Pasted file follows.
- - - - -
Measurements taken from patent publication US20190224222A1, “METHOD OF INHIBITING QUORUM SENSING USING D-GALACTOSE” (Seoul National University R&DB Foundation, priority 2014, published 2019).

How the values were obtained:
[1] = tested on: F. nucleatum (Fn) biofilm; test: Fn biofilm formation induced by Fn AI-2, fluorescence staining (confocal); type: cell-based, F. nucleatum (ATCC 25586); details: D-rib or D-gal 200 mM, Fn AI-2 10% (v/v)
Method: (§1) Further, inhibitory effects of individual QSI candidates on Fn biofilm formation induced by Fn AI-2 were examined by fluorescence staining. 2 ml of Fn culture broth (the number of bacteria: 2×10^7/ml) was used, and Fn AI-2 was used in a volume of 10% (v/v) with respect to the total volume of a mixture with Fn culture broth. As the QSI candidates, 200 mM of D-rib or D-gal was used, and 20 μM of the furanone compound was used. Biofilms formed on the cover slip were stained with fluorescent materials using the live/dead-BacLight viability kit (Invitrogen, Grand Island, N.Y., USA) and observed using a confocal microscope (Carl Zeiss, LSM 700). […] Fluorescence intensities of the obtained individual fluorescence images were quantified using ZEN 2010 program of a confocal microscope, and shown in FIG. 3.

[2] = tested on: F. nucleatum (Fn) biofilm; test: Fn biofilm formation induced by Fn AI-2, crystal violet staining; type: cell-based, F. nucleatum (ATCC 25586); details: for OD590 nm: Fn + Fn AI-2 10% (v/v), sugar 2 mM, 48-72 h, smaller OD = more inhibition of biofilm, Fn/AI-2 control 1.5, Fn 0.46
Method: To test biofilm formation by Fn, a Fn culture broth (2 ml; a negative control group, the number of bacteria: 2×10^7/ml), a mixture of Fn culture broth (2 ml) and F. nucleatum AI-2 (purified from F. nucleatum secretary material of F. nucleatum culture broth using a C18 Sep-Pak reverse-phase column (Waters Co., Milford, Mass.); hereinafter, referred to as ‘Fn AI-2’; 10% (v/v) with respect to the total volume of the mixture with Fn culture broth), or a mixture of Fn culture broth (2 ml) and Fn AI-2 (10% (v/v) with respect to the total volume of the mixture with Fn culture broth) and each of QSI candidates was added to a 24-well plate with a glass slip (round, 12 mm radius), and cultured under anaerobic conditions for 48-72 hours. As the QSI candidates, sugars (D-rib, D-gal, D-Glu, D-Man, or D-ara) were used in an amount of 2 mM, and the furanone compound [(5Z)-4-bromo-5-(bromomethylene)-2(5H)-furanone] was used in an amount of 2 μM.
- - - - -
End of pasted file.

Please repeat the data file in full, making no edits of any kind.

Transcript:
Measurements taken from patent publication US20190224222A1, “METHOD OF INHIBITING QUORUM SENSING USING D-GALACTOSE” (Seoul National University R&DB Foundation, priority 2014, published 2019).

How the values were obtained:
[1] = tested on: F. nucleatum (Fn) biofilm; test: Fn biofilm formation induced by Fn AI-2, fluorescence staining (confocal); type: cell-based, F. nucleatum (ATCC 25586); details: D-rib or D-gal 200 mM, Fn AI-2 10% (v/v)
Method: (§1) Further, inhibitory effects of individual QSI candidates on Fn biofilm formation induced by Fn AI-2 were examined by fluorescence staining. 2 ml of Fn culture broth (the number of bacteria: 2×10^7/ml) was used, and Fn AI-2 was used in a volume of 10% (v/v) with respect to the total volume of a mixture with Fn culture broth. As the QSI candidates, 200 mM of D-rib or D-gal was used, and 20 μM of the furanone compound was used. Biofilms formed on the cover slip were stained with fluorescent materials using the live/dead-BacLight viability kit (Invitrogen, Grand Island, N.Y., USA) and observed using a confocal microscope (Carl Zeiss, LSM 700). […] Fluorescence intensities of the obtained individual fluorescence images were quantified using ZEN 2010 program of a confocal microscope, and shown in FIG. 3.

[2] = tested on: F. nucleatum (Fn) biofilm; test: Fn biofilm formation induced by Fn AI-2, crystal violet staining; type: cell-based, F. nucleatum (ATCC 25586); details: for OD590 nm: Fn + Fn AI-2 10% (v/v), sugar 2 mM, 48-72 h, smaller OD = more inhibition of biofilm, Fn/AI-2 control 1.5, Fn 0.46
Method: To test biofilm formation by Fn, a Fn culture broth (2 ml; a negative control group, the number of bacteria: 2×10^7/ml), a mixture of Fn culture broth (2 ml) and F. nucleatum AI-2 (purified from F. nucleatum secretary material of F. nucleatum culture broth using a C18 Sep-Pak reverse-phase column (Waters Co., Milford, Mass.); hereinafter, referred to as ‘Fn AI-2’; 10% (v/v) with respect to the total volume of the mixture with Fn culture broth), or a mixture of Fn culture broth (2 ml) and Fn AI-2 (10% (v/v) with respect to the total volume of the mixture with Fn culture broth) and each of QSI candidates was added to a 24-well plate with a glass slip (round, 12 mm radius), and cultured under anaerobic conditions for 48-72 hours. As the QSI candidates, sugars (D-rib, D-gal, D-Glu, D-Man, or D-ara) were used in an amount of 2 mM, and the furanone compound [(5Z)-4-bromo-5-(bromomethylene)-2(5H)-furanone] was used in an amount of 2 μM.